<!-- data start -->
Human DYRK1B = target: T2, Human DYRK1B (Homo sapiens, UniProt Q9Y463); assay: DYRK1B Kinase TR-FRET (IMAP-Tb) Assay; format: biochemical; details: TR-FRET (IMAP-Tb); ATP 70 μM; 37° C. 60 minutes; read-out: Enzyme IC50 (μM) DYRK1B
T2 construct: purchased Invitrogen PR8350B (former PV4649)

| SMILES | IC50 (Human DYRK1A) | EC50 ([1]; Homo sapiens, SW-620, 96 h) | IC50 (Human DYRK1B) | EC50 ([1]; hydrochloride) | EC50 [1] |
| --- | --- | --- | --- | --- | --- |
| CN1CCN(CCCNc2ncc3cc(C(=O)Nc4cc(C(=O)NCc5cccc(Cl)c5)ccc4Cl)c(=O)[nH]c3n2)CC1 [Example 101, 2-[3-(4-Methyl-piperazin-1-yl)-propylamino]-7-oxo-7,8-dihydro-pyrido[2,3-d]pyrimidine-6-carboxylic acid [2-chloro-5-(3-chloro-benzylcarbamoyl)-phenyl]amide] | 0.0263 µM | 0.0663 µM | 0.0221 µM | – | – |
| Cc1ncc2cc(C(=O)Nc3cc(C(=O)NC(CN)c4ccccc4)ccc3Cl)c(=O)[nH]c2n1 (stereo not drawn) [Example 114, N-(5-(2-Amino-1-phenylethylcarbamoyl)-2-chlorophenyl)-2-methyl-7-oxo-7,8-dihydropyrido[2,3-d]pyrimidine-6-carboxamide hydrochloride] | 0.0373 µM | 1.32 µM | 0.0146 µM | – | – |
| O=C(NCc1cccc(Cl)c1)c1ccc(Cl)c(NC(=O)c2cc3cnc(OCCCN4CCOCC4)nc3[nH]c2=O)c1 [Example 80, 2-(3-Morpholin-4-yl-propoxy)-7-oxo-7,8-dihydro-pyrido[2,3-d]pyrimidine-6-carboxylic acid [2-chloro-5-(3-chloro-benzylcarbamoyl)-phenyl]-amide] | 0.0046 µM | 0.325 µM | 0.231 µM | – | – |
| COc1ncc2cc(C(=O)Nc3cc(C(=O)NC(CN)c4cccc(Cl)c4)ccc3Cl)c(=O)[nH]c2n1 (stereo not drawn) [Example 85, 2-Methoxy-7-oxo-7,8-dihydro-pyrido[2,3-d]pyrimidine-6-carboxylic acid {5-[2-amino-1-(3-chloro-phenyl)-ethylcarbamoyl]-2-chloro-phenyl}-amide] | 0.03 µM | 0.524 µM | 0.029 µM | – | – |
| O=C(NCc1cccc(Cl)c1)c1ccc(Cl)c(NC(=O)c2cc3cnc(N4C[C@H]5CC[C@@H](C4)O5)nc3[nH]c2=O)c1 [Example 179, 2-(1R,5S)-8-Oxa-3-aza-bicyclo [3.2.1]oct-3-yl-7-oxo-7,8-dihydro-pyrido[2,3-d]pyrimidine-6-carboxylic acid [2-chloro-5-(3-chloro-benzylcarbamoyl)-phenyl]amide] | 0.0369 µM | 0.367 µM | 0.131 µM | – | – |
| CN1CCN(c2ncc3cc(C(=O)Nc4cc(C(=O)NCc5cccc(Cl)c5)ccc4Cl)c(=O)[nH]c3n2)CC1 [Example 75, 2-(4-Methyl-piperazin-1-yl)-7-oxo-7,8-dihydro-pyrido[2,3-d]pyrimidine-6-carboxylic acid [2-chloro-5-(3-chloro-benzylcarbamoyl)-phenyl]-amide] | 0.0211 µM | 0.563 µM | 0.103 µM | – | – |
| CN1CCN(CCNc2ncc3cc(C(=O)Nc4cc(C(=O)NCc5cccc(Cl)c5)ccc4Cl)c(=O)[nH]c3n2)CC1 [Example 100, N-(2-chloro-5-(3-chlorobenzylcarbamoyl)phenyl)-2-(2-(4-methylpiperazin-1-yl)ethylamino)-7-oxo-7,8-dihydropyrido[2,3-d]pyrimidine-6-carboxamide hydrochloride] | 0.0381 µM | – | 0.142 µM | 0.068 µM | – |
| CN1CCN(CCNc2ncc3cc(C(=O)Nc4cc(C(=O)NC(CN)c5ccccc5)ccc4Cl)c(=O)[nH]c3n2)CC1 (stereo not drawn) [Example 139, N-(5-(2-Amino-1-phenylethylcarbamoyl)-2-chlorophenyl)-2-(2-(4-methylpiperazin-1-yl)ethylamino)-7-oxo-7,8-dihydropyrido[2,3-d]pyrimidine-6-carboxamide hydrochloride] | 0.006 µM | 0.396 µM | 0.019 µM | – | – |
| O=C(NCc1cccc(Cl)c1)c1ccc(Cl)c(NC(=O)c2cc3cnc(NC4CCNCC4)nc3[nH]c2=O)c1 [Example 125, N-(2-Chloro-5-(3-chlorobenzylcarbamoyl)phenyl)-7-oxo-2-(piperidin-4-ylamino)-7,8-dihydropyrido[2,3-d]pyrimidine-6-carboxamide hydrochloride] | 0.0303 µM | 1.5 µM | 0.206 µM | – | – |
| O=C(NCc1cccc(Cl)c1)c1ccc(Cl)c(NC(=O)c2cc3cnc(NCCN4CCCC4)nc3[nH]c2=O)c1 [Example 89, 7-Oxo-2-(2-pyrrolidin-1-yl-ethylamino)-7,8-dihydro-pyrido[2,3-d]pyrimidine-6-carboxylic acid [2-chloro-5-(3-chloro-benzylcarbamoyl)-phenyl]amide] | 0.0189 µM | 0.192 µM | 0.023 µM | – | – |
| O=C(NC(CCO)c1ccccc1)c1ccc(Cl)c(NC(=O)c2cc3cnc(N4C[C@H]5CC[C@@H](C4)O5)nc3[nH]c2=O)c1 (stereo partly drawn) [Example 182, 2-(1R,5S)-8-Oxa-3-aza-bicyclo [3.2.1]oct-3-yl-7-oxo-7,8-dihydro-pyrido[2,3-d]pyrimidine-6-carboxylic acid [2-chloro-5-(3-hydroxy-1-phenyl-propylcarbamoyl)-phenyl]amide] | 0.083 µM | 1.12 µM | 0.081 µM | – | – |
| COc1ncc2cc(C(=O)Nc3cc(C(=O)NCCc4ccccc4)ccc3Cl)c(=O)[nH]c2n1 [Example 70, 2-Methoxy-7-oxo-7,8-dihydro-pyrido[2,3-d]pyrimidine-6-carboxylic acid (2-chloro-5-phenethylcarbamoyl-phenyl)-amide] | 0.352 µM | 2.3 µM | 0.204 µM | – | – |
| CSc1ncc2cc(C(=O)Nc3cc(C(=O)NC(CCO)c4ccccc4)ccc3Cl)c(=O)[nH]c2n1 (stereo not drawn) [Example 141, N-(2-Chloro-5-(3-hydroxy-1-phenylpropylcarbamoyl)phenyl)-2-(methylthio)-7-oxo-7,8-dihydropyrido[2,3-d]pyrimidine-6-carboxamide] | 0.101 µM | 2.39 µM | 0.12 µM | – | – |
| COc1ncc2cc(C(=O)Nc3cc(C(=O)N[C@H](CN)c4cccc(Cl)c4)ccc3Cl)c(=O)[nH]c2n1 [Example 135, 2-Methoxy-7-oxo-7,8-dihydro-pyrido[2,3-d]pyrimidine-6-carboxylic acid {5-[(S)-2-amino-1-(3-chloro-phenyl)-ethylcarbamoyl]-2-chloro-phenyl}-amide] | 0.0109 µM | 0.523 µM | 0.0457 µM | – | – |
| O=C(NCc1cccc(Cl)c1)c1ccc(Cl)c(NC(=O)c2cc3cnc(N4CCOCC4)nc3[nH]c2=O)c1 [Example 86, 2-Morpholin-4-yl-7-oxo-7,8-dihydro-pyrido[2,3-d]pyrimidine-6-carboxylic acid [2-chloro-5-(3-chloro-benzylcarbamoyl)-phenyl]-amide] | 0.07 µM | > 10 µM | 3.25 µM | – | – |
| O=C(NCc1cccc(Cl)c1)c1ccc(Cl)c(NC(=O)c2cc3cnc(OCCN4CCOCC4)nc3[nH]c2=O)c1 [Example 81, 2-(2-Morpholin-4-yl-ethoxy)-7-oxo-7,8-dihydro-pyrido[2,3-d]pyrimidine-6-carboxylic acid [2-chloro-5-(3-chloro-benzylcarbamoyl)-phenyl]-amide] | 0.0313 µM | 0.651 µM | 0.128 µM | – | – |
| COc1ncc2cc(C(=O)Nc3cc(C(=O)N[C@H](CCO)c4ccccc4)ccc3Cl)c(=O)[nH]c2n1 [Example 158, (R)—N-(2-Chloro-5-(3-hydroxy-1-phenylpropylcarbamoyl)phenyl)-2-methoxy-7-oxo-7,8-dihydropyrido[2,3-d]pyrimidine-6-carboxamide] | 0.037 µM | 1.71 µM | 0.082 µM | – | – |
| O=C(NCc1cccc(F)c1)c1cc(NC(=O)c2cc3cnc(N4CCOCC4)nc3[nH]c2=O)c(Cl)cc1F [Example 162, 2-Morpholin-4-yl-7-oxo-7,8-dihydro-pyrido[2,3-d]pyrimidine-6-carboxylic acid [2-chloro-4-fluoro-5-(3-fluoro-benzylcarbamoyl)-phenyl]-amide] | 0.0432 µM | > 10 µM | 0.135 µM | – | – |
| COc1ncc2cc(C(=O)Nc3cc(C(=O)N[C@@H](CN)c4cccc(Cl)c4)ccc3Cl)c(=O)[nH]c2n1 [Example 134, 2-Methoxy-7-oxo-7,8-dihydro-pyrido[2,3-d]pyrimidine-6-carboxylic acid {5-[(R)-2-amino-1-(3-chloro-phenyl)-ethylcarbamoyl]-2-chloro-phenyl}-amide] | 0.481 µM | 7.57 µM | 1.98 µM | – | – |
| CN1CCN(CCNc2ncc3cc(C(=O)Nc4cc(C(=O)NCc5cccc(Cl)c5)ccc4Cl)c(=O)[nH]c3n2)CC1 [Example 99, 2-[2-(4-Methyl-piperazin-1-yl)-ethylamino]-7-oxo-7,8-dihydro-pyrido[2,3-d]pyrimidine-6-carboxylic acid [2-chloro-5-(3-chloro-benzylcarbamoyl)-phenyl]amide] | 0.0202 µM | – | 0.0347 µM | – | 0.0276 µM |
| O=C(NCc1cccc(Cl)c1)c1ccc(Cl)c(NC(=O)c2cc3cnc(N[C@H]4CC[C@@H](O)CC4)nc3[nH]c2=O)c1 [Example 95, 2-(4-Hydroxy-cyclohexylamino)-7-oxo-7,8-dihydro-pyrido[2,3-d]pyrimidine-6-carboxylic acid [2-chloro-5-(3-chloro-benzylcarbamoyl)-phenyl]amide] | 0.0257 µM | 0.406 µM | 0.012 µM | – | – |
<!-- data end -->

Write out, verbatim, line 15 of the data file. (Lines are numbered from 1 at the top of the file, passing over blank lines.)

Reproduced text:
| O=C(NC(CCO)c1ccccc1)c1ccc(Cl)c(NC(=O)c2cc3cnc(N4C[C@H]5CC[C@@H](C4)O5)nc3[nH]c2=O)c1 (stereo partly drawn) [Example 182, 2-(1R,5S)-8-Oxa-3-aza-bicyclo [3.2.1]oct-3-yl-7-oxo-7,8-dihydro-pyrido[2,3-d]pyrimidine-6-carboxylic acid [2-chloro-5-(3-hydroxy-1-phenyl-propylcarbamoyl)-phenyl]amide] | 0.083 µM | 1.12 µM | 0.081 µM | – | – |